The fifty pages of tables provided in an appendix reveal that these students, designated as “underrepresented minorities,” made enormous progress in our colleges and universities in the 80’s and 90’s, and that these advances have continued in the past decade. For example, total white enrollments in institutions of higher education rose by just 12 percent over the decade 1997-2007. The figure for African Americans was 49 percent, by contrast, and for Hispanics 67 percent. When we distinguish undergraduates from students in graduate or professional schools, the picture looks the same, with minority numbers rising much more rapidly than white rates of gain, though of course from a much smaller base. The same is true when the measure is degrees earned at various levels from Associates to Ph.D.’s.–with some exceptions we will consider later.
Unfortunately, though, few readers are likely to examine the data for themselves, and most will content themselves with reading the Executive Summary, or perhaps just a news report. If so, their understanding will be limited. The authors of the report are reluctant to be bearers of too much good news. They plainly do not want to induce complacency, because they want us to believe that institutions must do much more to provide “greater access” to higher education for these groups. At the same time, though, they are much too optimistic about what colleges and universities can do to overcome the huge racial gap in achievement because they are unwilling to acknowledge that it appears long before students have even begun to contemplate college.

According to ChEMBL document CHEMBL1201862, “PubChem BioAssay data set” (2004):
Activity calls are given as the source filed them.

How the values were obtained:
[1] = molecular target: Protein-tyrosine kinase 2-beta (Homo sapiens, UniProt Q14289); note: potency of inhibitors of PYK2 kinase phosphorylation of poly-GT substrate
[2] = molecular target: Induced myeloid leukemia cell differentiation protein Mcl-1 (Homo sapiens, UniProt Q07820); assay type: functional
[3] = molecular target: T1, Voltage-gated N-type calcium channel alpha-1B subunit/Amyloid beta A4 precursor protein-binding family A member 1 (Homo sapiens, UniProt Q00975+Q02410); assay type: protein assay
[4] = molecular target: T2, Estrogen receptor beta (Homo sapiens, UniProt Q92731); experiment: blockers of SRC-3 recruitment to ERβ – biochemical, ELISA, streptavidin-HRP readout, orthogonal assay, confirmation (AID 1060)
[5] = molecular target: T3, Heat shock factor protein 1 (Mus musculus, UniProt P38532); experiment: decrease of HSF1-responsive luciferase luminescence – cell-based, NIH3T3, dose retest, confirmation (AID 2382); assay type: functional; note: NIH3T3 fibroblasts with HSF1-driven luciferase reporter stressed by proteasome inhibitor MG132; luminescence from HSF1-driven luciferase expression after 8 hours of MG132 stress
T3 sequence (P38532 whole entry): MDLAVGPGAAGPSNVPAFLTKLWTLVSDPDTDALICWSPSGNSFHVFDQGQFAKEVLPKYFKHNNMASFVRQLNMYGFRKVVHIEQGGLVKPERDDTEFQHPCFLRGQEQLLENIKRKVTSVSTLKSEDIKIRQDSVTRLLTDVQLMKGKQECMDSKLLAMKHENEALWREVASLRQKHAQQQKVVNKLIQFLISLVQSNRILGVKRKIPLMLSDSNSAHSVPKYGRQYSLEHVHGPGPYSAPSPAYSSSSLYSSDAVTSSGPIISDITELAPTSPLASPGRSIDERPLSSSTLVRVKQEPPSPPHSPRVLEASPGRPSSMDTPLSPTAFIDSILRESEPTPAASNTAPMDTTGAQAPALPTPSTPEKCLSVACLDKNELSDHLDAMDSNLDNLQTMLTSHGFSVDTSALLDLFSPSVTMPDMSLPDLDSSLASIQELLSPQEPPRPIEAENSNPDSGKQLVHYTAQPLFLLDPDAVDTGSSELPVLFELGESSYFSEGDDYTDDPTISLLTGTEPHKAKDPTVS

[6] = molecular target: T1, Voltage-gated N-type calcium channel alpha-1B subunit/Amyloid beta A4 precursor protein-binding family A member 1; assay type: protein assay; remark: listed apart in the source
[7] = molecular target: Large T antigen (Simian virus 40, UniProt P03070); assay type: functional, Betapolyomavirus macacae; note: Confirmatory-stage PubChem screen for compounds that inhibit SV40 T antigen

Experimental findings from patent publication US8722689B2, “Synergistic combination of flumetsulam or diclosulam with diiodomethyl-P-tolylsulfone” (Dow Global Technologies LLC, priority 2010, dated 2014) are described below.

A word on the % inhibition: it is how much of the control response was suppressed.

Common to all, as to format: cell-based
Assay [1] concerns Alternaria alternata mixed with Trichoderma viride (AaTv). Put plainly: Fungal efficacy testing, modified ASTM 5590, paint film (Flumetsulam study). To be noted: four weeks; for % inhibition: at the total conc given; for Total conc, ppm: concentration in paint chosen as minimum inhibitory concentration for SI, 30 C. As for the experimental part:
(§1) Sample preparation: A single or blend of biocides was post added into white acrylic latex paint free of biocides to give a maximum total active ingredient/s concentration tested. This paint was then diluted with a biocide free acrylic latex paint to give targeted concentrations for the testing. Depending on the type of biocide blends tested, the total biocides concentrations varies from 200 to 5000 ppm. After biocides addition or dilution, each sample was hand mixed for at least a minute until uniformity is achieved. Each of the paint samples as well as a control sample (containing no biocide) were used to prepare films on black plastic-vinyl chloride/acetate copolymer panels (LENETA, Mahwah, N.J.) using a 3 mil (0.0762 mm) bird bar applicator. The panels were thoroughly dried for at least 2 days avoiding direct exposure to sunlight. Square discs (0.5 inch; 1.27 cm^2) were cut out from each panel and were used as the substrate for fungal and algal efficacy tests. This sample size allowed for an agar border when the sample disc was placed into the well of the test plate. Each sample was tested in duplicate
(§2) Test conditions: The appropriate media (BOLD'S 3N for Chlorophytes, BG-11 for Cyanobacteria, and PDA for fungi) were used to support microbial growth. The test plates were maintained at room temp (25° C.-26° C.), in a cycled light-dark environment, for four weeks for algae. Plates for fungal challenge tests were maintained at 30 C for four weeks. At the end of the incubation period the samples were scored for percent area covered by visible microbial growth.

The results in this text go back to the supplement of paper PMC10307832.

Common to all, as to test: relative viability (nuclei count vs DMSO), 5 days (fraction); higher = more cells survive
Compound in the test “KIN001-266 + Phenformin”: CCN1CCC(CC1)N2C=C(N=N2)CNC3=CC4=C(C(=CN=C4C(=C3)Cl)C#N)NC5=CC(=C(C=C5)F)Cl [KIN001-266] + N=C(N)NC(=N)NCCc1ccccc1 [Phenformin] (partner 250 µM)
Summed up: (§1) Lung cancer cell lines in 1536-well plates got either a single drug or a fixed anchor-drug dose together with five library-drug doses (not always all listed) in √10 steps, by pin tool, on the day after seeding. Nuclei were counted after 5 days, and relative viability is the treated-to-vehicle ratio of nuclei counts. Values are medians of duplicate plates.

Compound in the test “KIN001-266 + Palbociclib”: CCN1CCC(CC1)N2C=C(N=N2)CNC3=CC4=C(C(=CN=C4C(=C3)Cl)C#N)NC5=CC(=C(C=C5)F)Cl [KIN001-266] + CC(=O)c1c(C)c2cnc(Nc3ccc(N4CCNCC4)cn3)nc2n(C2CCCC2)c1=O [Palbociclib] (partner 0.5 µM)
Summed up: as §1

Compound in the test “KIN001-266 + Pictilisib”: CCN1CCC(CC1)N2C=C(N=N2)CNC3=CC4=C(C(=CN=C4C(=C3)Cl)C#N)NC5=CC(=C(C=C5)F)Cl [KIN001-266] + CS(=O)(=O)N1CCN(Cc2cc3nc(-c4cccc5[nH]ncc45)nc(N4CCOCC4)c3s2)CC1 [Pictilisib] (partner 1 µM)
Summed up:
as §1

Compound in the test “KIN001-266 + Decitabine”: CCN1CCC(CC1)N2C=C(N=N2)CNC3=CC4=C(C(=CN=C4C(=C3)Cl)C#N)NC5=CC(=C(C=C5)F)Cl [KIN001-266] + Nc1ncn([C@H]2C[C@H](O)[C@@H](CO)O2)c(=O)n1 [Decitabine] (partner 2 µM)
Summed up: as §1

Continue reading Minorities in College—Good News, But…

Big Gaps In Two Big Gap Studies

Last week both the Chronicle of Higher Education (“Reports Highlight Disparities in Graduation Rates Among White and Minority Students”) and Inside Higher Ed (“‘Gaps Are Not Inevitable'”) reported on two large studies by The Education Trust of the graduation rate gap between white and African-American students and betweenwhites and Hispanics. Even aside from the fact that the Asian gap was apparently not studied, there is a Big Gap in both gap studies.
Noting in its press release that “60 percent of whites but only 49 percent of Latinos and 40 percent of African Americans who start college hold bachelor’s degrees six years later,” The Education Trust said their studies “dig beneath national college-graduation averages and examine disaggregated six-year graduation rates at hundreds of the nation’s public and private institutions.” That deep digging produced evidence — hold your hat!—that minorities do better at some institutions than others.